Curragh boss pledges HQ will bring ‘A-Game’ to Champions Weekend

Irish runners Romanised and Circus Maximus fly the flag in Sunday’s Prix du Moulin

The Curragh’s chief executive has pledged that racing’s controversial new flagship facility will bring its A Game to the upcoming Irish Champions Weekend.

Next Sunday’s leg of the €4.6 million showpiece event is the second major test of the hard-pressed Curragh which opened the doors on its €81 million revamp in May.

Since then it has been beset with problems, most notably at June’s Irish Derby which drew criticism on how a new amenity designed to cater for up to 30,000 people failed to cope with a crowd of less than 12,000.

Shortly afterwards the track's former chief executive Derek McGrath was replaced by Leopardstown boss Pat Keogh who next weekend will oversee both programmes in what will be the sixth edition of Irish flat racing's shop-window event.

Keogh is reluctant to predict what the crowd size will be for the Curragh’s next big examination although he doesn’t expect it to be as big as Derby day.

There was a restricted attendance for Champions Weekend during construction work at HQ in 2017 and last year. In 2016 an official crowd of 9,255 was reported by the Curragh.

“There were well documented issues on Derby day. I hope we’ve learned from that and we won’t have a repetition of those. We’re set up to send a lot of happy customers home on Sunday night.

“We’ve tweaked quite a number of things so this is a very important day for us. I do know that those who come will have a much better experience. We’ll bring our A Game next Sunday,” Keogh said on Friday.

Next Saturday's Leopardstown programme has had to be rejigged to avoid the Qipco Irish Champion Stakes clashing with the All-Ireland football final replay. The big race will now be run at 4.15pm with the last race run at 6pm.

Last year’s official attendance at Leopardstown was 14,226 but the GAA match could have an impact this time.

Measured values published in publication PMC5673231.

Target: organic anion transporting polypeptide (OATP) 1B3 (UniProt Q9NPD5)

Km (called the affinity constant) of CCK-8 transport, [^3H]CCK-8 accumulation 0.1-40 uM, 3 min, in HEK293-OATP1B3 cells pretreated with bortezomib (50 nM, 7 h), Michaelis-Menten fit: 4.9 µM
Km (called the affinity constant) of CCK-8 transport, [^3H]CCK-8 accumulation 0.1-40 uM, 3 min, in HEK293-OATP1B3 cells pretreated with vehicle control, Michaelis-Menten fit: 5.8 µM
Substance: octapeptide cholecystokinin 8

With Aidan O'Brien expressing doubt about Japan lining up for the €1.25 million highlight, it is his older filly Magical who is a 5-2 favourite in most antepost lists.

The shape of the Champion Stakes will become more clear after Tuesday’s forfeit stage although two current entries, Romanised and Circus Maximus, will line up before that in this Sunday’s Prix Du Moulin in Paris.

Ken Condon's Romanised is a general favourite for the €450,000 Group One - due off at 2.50pm Irish time after his resounding victory in the Prix Jacques Le Marois at Deauville last month. He is joined once again by his pacemaker Success Days.

O’Brien landed the Moulin with Rock Of Gibraltar in 2002 and drops Circus Maximus back to a mile after the St James’s Palace winner apparently failed to stay in the Juddmonte International at York.

Before that O’Brien won’t run Ten Sovereigns in Saturday’s Betfair Sprint Cup at Haydock due to soft ground conditions. But he still has two chances to win an 11th Group One of 2019.

So Perfect and Fairyland are set to take their chance in a contest made even more wide open by Advertise also missing out due to a poor scope.

Both Ballydoyle fillies ran in York’s Nunthorpe last month where So Perfect outran her 25-1 odds in third behind Battaash.

O'Brien is chasing John Gosden by almost £300,000 in the British trainers' championship.

The Irish man is a 7-4 shot to eventually overhaul his rival – who isn’t represented in Haydock’s big race – and secure a seventh cross-channel title.

Listowel's Harvest Festival begins on Sunday and Willie Mullins looks like making an immediate impact.

The champion National Hunt trainer saddled 10 winners at Galway during the summer and his 2016 Irish Leger hero, Wicklow Brave, leads a team of half a dozen Day One runners.

Wicklow Brave is two from two over fences and can maintain his 100 per cent record in a novice chase.

Stratum is another short-price proposition while Mullins runs two in the featured €40,000 Kerry Group Handicap Chase.

Cabaret Queen is a new recruit out of Dan Skelton’s yard although Ask Susan could finally secure the decent pot she’s been threatening to.

Brian O'Connor

Brian O'Connor

Brian O'Connor is the racing correspondent of The Irish Times. He also writes the Tipping Point column